Hydrogen peroxide is usually treated as a strong oxidizer, but in the presence of even stronger oxidizer it can become a reducing agent
H2O2 → O2 + 2H+ + 2e-
2MnO4- + 5H2O2 + 6H+ → 2Mn2+ + 5O2 + 8H2O
Indeed so. Article corrected. My chemistry A-level was a lifetime ago, apologies.
Where does one get 50% hydrogen peroxide?
I wonder if this would be a good power source for a battle bot?
You can boil off the water and concentrate it from whatever lower concentration you have available. Best to boil in under vacuum as too much heat decomposes it.
High test peroxide is very dangerous. I don’t remember if 50% is considered high test or not, but, I’d against trying to get it/concentrate it unless you know exactly what you are doing.
Indeed! I’ve found 34.5%, 30% and 15% for sale on the internet. Probably plenty for my idea. Use a silver catalyst. But run it by the battle bot folks first, and they will likely shoot it down.
Above about 70 percent is where it gets really sketchy but 50 percent is not something to play with if you’re not entirely sure what you’re doing.
You sound like the a$$hole that refused to sell me glycerin, fuming nitric and sulfuric acid when I was in middle school.
I had a plan. A good plan.
Would have gotten me attention from girls in ways that black powder never could.
My dad’s comment (when I went to him, chem prof, to get ‘just a little bit’ of fuming acids): ‘Nitrocellulose is much safer than nitroglycerin, don’t be an idiot.’ He didn’t point me to the reloading section of the gun store though. Left that as an ‘exercise for the student’.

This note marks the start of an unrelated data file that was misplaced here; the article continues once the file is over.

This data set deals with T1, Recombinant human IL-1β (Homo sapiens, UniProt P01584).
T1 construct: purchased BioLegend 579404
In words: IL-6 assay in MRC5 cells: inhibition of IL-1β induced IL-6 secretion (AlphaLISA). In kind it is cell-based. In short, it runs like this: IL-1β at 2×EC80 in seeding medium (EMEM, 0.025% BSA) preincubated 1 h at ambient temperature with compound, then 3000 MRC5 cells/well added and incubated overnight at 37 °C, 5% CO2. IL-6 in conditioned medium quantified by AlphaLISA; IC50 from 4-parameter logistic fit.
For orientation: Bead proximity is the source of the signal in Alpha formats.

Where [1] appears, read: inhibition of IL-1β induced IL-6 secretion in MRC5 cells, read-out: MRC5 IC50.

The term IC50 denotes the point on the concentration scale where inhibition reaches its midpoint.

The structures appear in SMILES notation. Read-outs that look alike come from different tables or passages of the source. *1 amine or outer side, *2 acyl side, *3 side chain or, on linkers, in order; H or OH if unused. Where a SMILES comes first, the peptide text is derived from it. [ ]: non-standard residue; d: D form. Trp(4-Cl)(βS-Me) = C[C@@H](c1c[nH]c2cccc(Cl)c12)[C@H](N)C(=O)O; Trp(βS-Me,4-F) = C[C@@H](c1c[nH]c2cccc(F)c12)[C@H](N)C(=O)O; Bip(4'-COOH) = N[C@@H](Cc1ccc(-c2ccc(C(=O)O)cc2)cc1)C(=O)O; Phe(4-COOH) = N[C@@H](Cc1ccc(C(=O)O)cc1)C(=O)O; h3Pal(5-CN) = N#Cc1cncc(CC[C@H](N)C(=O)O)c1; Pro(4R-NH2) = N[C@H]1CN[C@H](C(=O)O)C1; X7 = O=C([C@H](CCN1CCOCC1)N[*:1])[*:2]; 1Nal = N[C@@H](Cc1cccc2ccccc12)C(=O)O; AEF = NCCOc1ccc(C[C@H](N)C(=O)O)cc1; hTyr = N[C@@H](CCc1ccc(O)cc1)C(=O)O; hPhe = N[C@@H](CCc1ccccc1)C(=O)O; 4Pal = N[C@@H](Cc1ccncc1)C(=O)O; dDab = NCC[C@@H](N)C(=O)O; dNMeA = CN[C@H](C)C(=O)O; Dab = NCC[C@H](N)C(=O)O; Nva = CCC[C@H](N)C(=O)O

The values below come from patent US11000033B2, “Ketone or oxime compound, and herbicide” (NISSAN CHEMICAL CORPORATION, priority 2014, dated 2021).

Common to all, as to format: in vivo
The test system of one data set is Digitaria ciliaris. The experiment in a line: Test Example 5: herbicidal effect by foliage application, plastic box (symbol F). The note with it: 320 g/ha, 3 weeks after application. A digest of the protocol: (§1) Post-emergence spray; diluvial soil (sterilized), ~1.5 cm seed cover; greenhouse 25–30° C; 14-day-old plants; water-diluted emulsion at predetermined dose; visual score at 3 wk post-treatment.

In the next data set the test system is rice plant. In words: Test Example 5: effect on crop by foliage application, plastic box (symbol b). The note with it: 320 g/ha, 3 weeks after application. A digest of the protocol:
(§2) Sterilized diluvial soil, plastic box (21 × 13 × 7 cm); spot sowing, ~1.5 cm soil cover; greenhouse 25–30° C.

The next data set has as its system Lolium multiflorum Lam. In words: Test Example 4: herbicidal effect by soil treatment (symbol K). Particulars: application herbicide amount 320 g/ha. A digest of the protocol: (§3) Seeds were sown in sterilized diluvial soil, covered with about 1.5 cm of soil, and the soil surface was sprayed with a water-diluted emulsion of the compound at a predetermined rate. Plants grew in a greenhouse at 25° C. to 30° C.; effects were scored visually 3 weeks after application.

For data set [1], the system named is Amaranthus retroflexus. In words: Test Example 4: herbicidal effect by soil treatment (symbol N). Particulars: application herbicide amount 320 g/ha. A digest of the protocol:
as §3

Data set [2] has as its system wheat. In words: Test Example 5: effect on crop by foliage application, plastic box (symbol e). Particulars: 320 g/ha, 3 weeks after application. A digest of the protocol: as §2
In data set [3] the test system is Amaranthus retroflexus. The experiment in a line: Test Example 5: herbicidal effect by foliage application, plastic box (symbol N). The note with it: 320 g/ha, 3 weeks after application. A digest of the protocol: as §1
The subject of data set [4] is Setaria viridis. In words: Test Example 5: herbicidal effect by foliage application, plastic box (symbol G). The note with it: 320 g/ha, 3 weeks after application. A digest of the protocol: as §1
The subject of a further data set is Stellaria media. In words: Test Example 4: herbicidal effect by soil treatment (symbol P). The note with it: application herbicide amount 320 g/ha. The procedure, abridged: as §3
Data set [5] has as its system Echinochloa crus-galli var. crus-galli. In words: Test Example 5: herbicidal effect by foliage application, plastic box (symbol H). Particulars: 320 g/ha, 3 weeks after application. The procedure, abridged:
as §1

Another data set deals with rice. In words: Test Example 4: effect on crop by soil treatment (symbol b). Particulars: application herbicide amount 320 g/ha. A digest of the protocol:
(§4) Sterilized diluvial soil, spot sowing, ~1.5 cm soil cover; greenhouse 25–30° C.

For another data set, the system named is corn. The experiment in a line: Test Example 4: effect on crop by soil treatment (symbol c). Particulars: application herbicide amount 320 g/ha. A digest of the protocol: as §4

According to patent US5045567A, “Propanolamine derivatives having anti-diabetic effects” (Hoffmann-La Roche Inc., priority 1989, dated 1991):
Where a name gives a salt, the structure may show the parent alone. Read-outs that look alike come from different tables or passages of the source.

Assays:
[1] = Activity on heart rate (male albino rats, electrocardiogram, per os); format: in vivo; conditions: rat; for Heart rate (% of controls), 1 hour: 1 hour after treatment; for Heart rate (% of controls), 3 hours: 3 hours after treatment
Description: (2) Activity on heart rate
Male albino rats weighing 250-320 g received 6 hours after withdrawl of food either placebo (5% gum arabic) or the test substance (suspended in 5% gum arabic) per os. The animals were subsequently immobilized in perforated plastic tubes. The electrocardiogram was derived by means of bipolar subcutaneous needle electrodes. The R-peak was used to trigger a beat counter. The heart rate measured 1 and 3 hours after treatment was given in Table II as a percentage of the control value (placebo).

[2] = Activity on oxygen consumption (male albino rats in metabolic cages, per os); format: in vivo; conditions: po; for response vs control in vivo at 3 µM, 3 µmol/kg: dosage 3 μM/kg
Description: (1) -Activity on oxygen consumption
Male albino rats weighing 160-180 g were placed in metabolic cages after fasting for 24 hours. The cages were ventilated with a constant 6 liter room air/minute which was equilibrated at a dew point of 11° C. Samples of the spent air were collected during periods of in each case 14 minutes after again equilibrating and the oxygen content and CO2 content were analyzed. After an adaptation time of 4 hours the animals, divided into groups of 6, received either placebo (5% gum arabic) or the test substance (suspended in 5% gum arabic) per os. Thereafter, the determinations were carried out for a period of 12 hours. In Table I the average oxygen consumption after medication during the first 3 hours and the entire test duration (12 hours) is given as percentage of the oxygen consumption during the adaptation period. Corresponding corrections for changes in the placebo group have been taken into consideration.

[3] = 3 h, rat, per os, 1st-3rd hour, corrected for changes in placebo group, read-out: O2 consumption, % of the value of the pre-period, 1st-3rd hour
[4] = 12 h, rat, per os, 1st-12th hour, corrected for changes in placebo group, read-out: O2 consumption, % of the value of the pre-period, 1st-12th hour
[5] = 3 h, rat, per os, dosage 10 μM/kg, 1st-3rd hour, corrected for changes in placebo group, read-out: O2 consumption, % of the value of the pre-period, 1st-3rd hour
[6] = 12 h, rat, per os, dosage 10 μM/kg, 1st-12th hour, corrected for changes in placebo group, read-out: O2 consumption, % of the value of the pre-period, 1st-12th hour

Explosive pyromania is apparently genetic. I’ve seen the marks at the Heidelberg bar he almost burnt down playing with a LOX soaked rope and fire.
Fire is cool!
@HaHa, I hear you man, I hear you. I hope you still have all your digits. I still have all mine, but that was more due to good luck than good technique.
Another YouTube video answers that:
“Hydrogen Peroxide: going all the way”
Since half the input liquid is water and the product is water vapor, why is is a surprise that water is coming out?
How does condensed water get out of the turbine? Don’t steam turbines have to run at a pretty high temperature in order to have efficiency and in order to not be sloshing a bunch of water around inside?
Boiler-steam turbines are generally high-pressure steam significantly above boiling temperature (above 600°C in the one paper I skimmed recently). This allows far greater steam pressure, thus greater velocity extration for a turbine.
But steam of any temperature has pressure (can be traded for momentum) energy, and can be used to extract useful work, resulting in loss of heat.
One reason for using supercritical steam is that even after work-extraction, it remains above condensation temperature. For turbines, this avoids cavitation damage; for reciprocating engines, it avoids liquid lockups.
Hydrogen peroxide decomposition cannot generate dry steam; even if there is sufficient heat, the decomposition also pulls along tiny liquid droplets that get entrained in the steam flow, but remain liquid. (This is also true of any boiler without a superheater).
Steam can be fun and accessible, but is surprisingly complicated to scale up, or if high efficiency and low maintenance are needed.